This article originally appeared on The Hunger Project website.
SOFI 2019: Economic vulnerability puts world at risk of not meeting global nutrition targets.
The 2019 State of Food Security and Nutrition in the World report released in July 2019 explores the ongoing rise in global hunger. This year’s report called attention to the alarming departure from a decline in world hunger seen in the last decade. For four years now, undernourishment has been increasing slightly but steadily. Over the course of 2018, more than half a million additional people fell into conditions of hunger, bringing the estimated total people affected to 821.6 million. Nearly all of these people live in underdeveloped regions. For example, Africa continues to bear the brunt of this reality with 20 percent of its population – more than 256 million people – suffering from undernourishment.
Despite the difficult news, we at The Hunger Project encourage the sector as a whole to acknowledge the hard-won successes by our partners in ending hunger. While there is an increase in global hunger, the rate of individuals falling into conditions of hunger has slowed in the last year — demonstrating a renewed commitment by governments, organizations and individual stakeholders in the mission to end hunger and poverty.
Additionally, progress continues to be made on the third Sustainable Development Goal — good health and well being — with an estimated 41.6 percent of infants under six months being exclusively breastfed in 2018 compared with 37 percent in 2012. Children who are exclusively breastfed are at a distinct advantage, both being much more likely to survive those critical first few months of life and less susceptible to life-threatening conditions throughout their lives such as respiratory infections, diarrhoeal disease, urinary tract infections, obesity, asthma, and diabetes. In 2018, Africa and Asia — despite having the highest rates of undernutrition — had the highest prevalence of exclusive breastfeeding, a positive signal that grassroots awareness campaigns and interventions are working. Breastfeeding is also critical to achieving SDG 1 — end poverty in all its forms — as it is a resource available across the socioeconomic spectrum, reducing the economic burden on mothers and, with healthier beginnings, costly medical interventions for undernourished children in the long-term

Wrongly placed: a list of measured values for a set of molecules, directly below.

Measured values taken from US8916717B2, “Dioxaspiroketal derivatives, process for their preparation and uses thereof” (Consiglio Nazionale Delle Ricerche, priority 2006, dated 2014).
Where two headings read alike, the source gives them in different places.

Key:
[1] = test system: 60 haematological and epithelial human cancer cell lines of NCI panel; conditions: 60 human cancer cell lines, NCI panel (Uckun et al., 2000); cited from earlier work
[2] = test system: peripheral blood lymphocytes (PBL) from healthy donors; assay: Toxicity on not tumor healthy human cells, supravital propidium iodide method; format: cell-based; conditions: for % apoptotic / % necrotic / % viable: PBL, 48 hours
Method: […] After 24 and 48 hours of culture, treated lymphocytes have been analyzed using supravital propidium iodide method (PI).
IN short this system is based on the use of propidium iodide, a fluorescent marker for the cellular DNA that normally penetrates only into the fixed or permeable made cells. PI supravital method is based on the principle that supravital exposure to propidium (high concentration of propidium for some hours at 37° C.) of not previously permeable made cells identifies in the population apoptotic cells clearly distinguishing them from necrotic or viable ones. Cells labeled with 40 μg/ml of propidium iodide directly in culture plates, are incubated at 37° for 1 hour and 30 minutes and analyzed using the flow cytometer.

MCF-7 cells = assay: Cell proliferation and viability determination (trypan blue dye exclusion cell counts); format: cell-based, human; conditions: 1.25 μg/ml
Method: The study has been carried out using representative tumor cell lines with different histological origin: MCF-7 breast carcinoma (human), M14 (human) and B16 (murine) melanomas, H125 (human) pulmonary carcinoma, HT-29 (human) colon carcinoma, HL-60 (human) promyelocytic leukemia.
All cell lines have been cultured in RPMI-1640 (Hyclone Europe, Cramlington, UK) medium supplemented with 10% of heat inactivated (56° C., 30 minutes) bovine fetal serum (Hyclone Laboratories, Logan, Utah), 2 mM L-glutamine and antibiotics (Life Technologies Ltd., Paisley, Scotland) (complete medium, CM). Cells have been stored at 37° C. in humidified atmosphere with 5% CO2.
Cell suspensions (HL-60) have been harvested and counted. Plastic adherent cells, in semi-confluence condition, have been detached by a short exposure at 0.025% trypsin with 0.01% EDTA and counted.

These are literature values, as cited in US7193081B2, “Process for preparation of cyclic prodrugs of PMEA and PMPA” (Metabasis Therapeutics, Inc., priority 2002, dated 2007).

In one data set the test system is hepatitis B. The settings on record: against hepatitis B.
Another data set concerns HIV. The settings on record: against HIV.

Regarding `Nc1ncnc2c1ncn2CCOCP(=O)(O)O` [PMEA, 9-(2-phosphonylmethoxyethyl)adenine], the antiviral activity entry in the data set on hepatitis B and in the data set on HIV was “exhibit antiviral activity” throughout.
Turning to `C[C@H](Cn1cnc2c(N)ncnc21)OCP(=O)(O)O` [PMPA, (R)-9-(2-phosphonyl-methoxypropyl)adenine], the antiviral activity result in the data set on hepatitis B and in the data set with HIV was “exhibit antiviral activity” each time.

Learn more about The Hunger Project’s work to improve and innovate nutritional practices.
Economic impact on undernutrition and food insecurity is a key focus of this year’s report, which notes that hunger has been increasing in many countries where economic growth is lagging. The report shows how economic shifts disproportionately challenge food security and nutrition where inequalities in the distribution of income and other resources are significant.
Learn more about The Hunger Project’s work to increase economic resilience in communities through savings and income-generating programs.
While the FAO voiced its concerns that the Sustainable Development Goal (SDG) of achieving zero hunger by 2030 is becoming increasingly unlikely, they also offered information on how to make strides towards achieving it. Specifically, the report advises, “We must invest wisely during periods of economic booms to reduce economic vulnerability and build capacity to withstand and quickly recover when economic turmoil erupts.” Read more about the FAO’s suggested economic strategies here.
The report also introduced a new method of evaluating both severe and moderate food insecurity throughout the world called the Food Insecurity Experience Scale (FIES). The intent behind this new method is to shift the global focus away from extreme hunger and towards securing nutritious and sufficient diets for everyone. This new metric includes those facing both moderate and severe food insecurity, bringing the number of people around the world who do not have reliable access to safe and nutritious food to over 2 billion — roughly 26 percent of the world’s total population.
Throughout changes in global undernourishment and food insecurity rates, The Hunger Project is committed to continuing to advocate for women-centered and community-led approaches with partner organizations, governments and communities around the world. The answer to this global challenge lies in strategic collaboration, now more than ever. Together, and with the full agency and partnership of those living in hunger, we can achieve the commitments the world has made with the Sustainable Development Goals.
Learn more about The Hunger Project’s strategic collaborative partnerships as a member of the Movement for Community-led Development.
The 2019 State of Food Security and Nutrition in the World report was published jointly by the Food and Agriculture Organization of the United Nations (FAO), the International Fund for Agricultural Development (IFAD), the United Nations Children’s Fund (UNICEF), the World Food Programme (WFP) and the World Health Organization (WHO).